Over the last decade, the post-production industry has been suffering. Large post houses like Technicolor or Deluxe have been hit the worst as the need for their services is shrinking by the day. In fact post-production has been called a dying industry by many, even making BNET’s ‘Top 10 Dying Industries’ list, and for good reason.
Years ago you needed a lab to process film, print tapes, handle large amounts of data, etc. and the only place to get this done was of course at a large post house. Doing this yourself, or at a small shop was simply impossible. But today, low cost laptops and software are far more powerful and capable than even the most expensive proprietary hardware of yesteryear. And yes, this is making large scale post-production industry suffer, but at the same time smaller scale post-houses and freelance editors have been benefiting immensely. There is certainly no shortage of content being produced, in fact there is more new content being made now than ever before in history, and of course all of these projects need post-work. So where is the post-work going? To freelancers, boutique shops, or in some cases it is kept in house at the production company. While many companies (like Avid) seem to be ignoring this trend and attempting to maintain an old business model that is becoming more outdated by the day, there are some companies that are the forefront of this industry wide change. Possibly the best example of this is Blackmagic Design.
When Blackmagic first released DaVinci Resolve, it was an anomaly. They took a platform that at one point cost $100,000 and released it for $1000. Not to mention they also released a free version of it which was nearly as capable as the full version. This same low-cost-high-quality mentality is seen through their other products, most obviously the Blackmagic Cinema Camera which out performs many cameras that cost 10 times the price of it. Getting back to Davinci Resolve though, now Blackmagic have taken things to the next level with version 10 of Resolve, which is packed with new features and absolutely incredible. I’ve already had a chance to play around with it and am very much looking forward to grading a commercial project with it this coming week. I’ll be sure to do a writeup at that point on my experience with the software, but for now I felt a post was warranted to highlight what I think is one of the most amazing features of the software – easyDCP Creation.
For those of you that don’t know what a DCP is, it is the standard format for delivering a film to theatres with digital projection (essentially a hard drive with data files on it). You may be thinking this doesn’t apply to you if you aren’t distributing your film theatrically, but it does apply to you if you want to screen your film at festivals, as most of them (large and small) are now preferring to take DCP’s over other file based formats. And for you editors that are reading this, now you have another service that you can offer your clients that used to only be available by larger post houses or specialty shops.
Over the last few years, it’s really gotten under my skin whenever I’ve heard about the outrageous prices that large post houses charge to create DCP’s. Ultimately at it’s core, all a DCP is, is a hard drive with two folders in it. One containing an image sequence and one containing the audio files. That’s it. I have some friends and colleagues that have been creating their own DCP’s for years now by simply exporting their video and audio in the right formats and mastering it to an approved hard drive. While this works, it isn’t ideal for most users as it’s a bit more complex of a process than the average editor/producer may be capable of handling.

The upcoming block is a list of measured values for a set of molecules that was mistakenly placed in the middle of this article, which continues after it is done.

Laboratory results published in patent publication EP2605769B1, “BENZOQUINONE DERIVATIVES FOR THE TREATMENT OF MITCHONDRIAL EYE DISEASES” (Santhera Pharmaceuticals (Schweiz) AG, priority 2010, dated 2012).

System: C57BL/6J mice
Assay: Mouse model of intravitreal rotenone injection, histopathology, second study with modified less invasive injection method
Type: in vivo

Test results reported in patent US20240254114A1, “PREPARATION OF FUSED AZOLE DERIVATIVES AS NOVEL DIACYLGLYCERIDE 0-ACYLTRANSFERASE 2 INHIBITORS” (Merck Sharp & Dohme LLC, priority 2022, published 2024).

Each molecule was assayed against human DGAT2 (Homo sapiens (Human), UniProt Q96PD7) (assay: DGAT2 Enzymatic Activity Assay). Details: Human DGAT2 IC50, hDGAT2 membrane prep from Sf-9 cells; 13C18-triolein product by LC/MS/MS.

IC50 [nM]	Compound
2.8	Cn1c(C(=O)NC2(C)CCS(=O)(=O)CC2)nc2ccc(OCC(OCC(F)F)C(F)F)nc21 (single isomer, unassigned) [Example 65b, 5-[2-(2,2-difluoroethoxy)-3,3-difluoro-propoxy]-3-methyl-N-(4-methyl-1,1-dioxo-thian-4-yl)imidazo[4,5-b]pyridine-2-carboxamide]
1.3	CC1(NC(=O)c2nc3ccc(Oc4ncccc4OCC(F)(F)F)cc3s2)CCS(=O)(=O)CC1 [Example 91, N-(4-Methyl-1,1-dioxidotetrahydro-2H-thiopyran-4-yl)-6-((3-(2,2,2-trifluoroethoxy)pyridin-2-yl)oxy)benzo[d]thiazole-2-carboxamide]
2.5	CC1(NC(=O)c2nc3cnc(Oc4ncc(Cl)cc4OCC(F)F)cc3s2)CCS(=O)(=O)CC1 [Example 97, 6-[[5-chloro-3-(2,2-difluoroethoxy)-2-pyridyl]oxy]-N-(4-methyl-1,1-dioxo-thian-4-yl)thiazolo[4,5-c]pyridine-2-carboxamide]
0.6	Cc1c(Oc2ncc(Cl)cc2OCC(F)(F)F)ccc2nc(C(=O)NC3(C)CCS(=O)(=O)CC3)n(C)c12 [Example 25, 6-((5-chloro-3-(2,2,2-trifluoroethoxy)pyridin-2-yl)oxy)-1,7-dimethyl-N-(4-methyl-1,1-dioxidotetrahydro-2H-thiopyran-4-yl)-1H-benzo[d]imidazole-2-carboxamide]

But now with DaVinci Resolve 10, this functionality has been brought to the masses. Anyone with a laptop can now create a DCP, and it’s one less service that the large post-houses will be able to price gauge their customers with. Here is the official product note:
For project delivery, DaVinci Resolve 10 includes full audio track visibility in the deliver window timeline as well as EasyDCP integration so users can render directly from their project timeline into a Digital Cinema Package for release to theaters. Because DaVinci Resolve 10 allows rendering from the camera RAW file directly to the Digital Cinema Package files in the highest quality 32 bit float, there is simply no better quality possible for a cinema release master. Customers simply need to purchase a license from EasyDCP to enable this feature.
So yes, there is going to be an additional cost involved to set yourself up for this, as you will need to pay a licensing fee to easyDCP (the software company that is powering this capability), but in my opinion that is a small price to pay for the potential that you have with this.
It’s a good time for independent film, especially when we have companies like Blackmagic Design who are helping to push the boundaries both in terms of production and post-production technology. To hear about my post-workflow for a project I recently used DaVinci Resolve on, be sure to read my article on My Sundance Submission Cut On FCP X and Graded In DaVinci Resolve.
Check back soon as I will be posting a review on DaVinci Resolve 10. One of the features I’m hoping to get into in depth is their new support for OFX plugins, which now allows third party plugins like FilmConvert to work directly inside of Resolve. That’s pretty amazing!
Excellent article and very true.
The only thing that I would add for anyone that considers doing this as a’ One-off’ process for their Film is that the cost would work out more or less the same to have the process carried out by the DCP specialist. That is based on the fact that the Resolve DCP licence is not a ‘One-Off’ purchase, but rather a perpetual subscription.
Good point Llion! Thanks for sharing and glad you liked the article.